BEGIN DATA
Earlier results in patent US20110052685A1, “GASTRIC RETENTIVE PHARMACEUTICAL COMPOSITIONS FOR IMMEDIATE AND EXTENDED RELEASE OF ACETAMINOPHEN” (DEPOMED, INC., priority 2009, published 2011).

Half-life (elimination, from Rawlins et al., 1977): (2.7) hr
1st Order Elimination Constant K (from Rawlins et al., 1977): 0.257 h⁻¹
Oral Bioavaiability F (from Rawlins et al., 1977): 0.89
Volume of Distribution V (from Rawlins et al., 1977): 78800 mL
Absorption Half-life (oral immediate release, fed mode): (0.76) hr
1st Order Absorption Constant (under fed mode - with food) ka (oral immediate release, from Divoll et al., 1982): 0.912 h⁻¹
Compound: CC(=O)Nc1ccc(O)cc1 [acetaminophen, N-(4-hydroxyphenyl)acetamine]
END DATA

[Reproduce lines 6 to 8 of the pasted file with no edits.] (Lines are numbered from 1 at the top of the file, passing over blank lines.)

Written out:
Absorption Half-life (oral immediate release, fed mode): (0.76) hr
1st Order Absorption Constant (under fed mode - with food) ka (oral immediate release, from Divoll et al., 1982): 0.912 h⁻¹
Compound: CC(=O)Nc1ccc(O)cc1 [acetaminophen, N-(4-hydroxyphenyl)acetamine]